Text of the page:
You may recall Anderson's prescient 2013 Businessperson of Year cover story about Musk for Fortune. I was there when Anderson interviewed Musk when he made his first bid for Twitter. Musk also spoke about open-source then.
Musk stated that Twitter should open source its algorithm and make changes to people's Twitter tweets. If they are emphasized or deemphasized, the action should be made public so that anyone can see the action was taken.
Another dinner was a chance to meet Binance CEO Changpeng Zhao, also known as CZ. He told me that the country is very crypto-friendly. CZ recently made headlines for investing $500 million in Elon’s Twitter buyout. Why?
He said, “It's all in freedom of speech.”
There are many conspiracy theories and rabbit holes about what Musk plans to do with Twitter, beyond open sourcing and super apps. I was told by a Web Summit participant in Britain that Elon's Twitter will be the product if it is content moderation.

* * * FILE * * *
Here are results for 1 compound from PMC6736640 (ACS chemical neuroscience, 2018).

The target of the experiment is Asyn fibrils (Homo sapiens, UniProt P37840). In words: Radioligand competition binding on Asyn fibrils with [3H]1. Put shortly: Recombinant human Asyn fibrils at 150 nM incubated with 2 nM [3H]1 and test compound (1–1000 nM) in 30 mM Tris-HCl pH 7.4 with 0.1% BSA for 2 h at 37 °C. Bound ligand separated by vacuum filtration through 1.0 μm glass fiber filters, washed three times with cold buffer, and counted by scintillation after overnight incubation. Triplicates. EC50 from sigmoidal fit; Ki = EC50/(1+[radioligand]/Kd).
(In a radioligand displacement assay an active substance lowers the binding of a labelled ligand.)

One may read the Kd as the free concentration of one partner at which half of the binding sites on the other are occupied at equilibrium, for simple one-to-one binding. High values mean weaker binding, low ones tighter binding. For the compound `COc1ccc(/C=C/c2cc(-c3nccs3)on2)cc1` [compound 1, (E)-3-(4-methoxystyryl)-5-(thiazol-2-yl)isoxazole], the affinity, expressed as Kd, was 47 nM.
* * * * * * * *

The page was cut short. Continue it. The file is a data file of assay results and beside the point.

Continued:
Although I believe I understand what it means, I am not certain.
Apart from his praise for Musk, Microsoft's Smith tried to distinguish between Twitter and the social media platform of his company.
He said that LinkedIn, which Microsoft owns, is a platform that aims to create more light than heat. “In today's world, there is a lot heat. I believe we should all work together to create a little more light and encourage civil discourse.
That would be the eighth fact we know about Elon, Twitter and Twitter: He probably doesn't prioritize civil discourse.
Originally published on Yahoo.com